His large-scale A Dorset Landscape made a record £225,000 at Duke’s in Dorchester on May 13, just days after Woolley & Wallis in Salisbury had sold ‘Regent’s Canal, Paddington’ for £75,000 (both reported in ATG No 2493).
Another work had appeared in North Yorkshire a few weeks before.
Offered at Scarborough saleroom David Duggleby (20% buyer’s premium) on April 16 was A View of Godmersham Park, Kent on a Cloudy Day.
Godmersham Park is famous for its Jane Austen connection. The property was inherited in 1794 by her brother Edward and her novel Mansfield Park is said to be based on Godmersham. A drawing of the house now appears in the background of the Austen portrait on the £10 note.
Newton was commissioned to paint the estate in October 1942 by a later owner, Robert Tritton, who paid the artist £262-10-0 for his services. At the time, painting country estates was an important a part of Newton’s trade. He was commissioned by the Marchioness of Normanby to paint Mulgrave Castle near Whitby in the same year.
The 2ft 5in 3ft 10in (74cm x 1.17m) signed oil on canvas had remained at Godmersham until it was sold at Christie’s sale of the house’s contents in June 1983. The buyer back then was the late John Archibald Dunning (1928-2019), a celebrated architect who emigrated to New York and completed numerous projects on Park Avenue and Fifth Avenue. He was also an expert on English country houses and their furniture.
Having descended through Dunning’s family to the vendor here, the auction house contacted the artist’s great-grandson Sir Mark Jones for assistance with the cataloguing. The painting will now be included in his forthcoming catalogue raisonné of Newton’s work.
Estimated at £3000-5000, the picture attracted interest from multiple parties and eventually sold at £20,000 to the London trade – a buy that looks good value in light of the prices fetched elsewhere but perhaps indicating that country houses fall some way behind urban subjects in the Newton commercial pecking order.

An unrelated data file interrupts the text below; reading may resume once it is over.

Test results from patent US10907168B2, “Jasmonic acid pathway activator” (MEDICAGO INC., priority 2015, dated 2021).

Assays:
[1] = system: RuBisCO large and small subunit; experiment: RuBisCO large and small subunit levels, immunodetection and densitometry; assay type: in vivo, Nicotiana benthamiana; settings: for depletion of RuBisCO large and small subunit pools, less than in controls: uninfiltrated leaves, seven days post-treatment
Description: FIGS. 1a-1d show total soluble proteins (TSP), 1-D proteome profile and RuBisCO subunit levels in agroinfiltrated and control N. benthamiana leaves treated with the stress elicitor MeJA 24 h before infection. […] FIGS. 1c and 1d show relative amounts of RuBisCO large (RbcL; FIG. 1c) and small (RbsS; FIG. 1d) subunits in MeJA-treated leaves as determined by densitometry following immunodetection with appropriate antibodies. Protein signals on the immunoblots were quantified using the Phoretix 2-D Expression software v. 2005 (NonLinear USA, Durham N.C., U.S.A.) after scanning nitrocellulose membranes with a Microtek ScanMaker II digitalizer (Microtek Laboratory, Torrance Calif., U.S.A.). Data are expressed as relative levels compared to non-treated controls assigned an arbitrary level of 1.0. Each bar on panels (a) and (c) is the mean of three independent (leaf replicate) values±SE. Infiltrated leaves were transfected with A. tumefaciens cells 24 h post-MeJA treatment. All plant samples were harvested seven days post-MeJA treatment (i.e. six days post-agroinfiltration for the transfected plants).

Loch and harbour serenity
Elsewhere at the Duggleby sale, four oil paintings by Alfred de Bréanski Snr (1852-1928) were offered separately and all sold well above their attractive
estimates, raising a combined £39,400. The top price among them came for a trademark evening loch scene, a 19¼in x 2ft 5in (49 x 74cm) signed oil on canvas titled A September Sunset.
Even if the market for Bréanski’s highly detailed and atmospheric scenes is not what it once was, the £2000-3000 pitch always looked somewhat undercooked and it sold for £13,500 to a private buyer.
'Turner of the North'
Another artist well represented at the sale was George Weatherill (1810-90). On offer was a selection of 18 coastal watercolours plus a couple of pencil sketches. The works by the Staithes artist whose impressionistic style earned him the nickname ‘The Turner of the North’ met with a good response and all 20 lots sold for a combined £31,420.
The most desirable picture on account of its large size, composed handling and composition and its subject matter, which appealed especially to local collectors, was The Lower Harbour Whitby. The 15½ x 22¾in (39 x 58cm) watercolour, signed and dated 1877, carried a label on the back for the Walker Galleries of Harrogate.
Bringing a decent competition on the day against a £3000-5000 pitch, it was knocked down at £7300 to a Harrogate buyer. The price was toward the upper range of Weatherill’s prices and it joined six other views of Whitby in the top 10 auction results for the artist.